TransactionalDataManager is a bean of the middle tier which mimics the DataManager interface but can join an existing transaction. It has the following features:

  • If there is an active transaction, joins it, otherwise creates and commits a transaction same as DataManager.

  • It accepts and returns entities in detached state. The developer should load entities with appropriate views and explicitly use the save() method to save modified instances to the database.

  • It applies row-level security, works with dynamic attributes and cross-datastore references in the same way as DataManager.

Below is a simple example of using TransactionalDataManager in a service method:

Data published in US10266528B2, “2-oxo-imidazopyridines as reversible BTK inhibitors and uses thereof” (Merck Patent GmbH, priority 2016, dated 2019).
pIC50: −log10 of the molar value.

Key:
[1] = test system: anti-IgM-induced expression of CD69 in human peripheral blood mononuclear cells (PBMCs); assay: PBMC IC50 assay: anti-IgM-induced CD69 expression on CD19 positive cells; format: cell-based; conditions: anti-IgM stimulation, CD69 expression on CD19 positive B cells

private TransactionalDataManager txDataManager;

public void transfer(Id<Account, UUID> acc1Id, Id<Account, UUID> acc2Id, Long amount) {
    Account acc1 = txDataManager.load(acc1Id).one();
    Account acc2 = txDataManager.load(acc2Id).one();
    acc1.setBalance(acc1.getBalance() - amount);
    acc2.setBalance(acc2.getBalance() + amount);

You can find more complex example in the framework test: DataManagerTransactionalUsageTest.java

TransactionalDataManager is especially useful when handling EntityChangedEvent in the current transaction. It allows you to get the current state of the changed entity from the database before the transaction is committed.